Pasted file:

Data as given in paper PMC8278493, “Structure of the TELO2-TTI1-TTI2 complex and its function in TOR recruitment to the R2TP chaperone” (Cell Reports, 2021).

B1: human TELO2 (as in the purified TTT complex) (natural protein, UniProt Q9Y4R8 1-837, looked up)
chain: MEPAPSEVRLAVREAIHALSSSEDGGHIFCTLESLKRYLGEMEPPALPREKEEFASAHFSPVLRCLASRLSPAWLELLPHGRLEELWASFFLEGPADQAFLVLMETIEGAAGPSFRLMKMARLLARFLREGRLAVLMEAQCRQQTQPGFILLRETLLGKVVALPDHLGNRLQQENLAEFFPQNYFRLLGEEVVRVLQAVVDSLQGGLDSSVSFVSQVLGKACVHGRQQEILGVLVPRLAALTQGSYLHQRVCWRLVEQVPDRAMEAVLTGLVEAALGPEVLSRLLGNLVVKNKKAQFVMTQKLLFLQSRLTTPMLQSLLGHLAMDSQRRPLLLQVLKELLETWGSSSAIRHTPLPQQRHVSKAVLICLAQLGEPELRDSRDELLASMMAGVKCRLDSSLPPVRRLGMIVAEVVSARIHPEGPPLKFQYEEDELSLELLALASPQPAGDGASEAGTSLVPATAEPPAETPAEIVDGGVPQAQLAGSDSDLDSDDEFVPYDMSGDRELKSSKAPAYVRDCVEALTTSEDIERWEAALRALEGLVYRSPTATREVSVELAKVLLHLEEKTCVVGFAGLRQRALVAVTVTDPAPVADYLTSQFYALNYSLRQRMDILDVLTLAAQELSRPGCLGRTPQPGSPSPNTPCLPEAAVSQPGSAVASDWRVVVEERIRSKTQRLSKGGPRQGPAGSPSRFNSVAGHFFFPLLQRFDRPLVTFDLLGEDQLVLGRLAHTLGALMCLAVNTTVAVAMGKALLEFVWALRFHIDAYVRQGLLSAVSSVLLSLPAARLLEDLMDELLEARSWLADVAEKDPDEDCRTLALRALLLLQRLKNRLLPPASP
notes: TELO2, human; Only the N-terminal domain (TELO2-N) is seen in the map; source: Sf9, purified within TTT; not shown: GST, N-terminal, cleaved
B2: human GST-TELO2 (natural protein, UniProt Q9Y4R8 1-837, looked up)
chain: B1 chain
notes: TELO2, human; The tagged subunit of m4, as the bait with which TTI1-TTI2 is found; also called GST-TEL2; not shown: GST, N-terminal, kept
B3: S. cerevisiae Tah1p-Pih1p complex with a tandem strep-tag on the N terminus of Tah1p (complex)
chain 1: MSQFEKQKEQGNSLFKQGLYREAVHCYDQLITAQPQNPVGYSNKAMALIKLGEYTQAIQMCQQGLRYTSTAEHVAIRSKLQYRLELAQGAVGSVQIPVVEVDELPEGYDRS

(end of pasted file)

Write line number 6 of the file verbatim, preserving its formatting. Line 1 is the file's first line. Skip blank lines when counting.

chain: B1 chain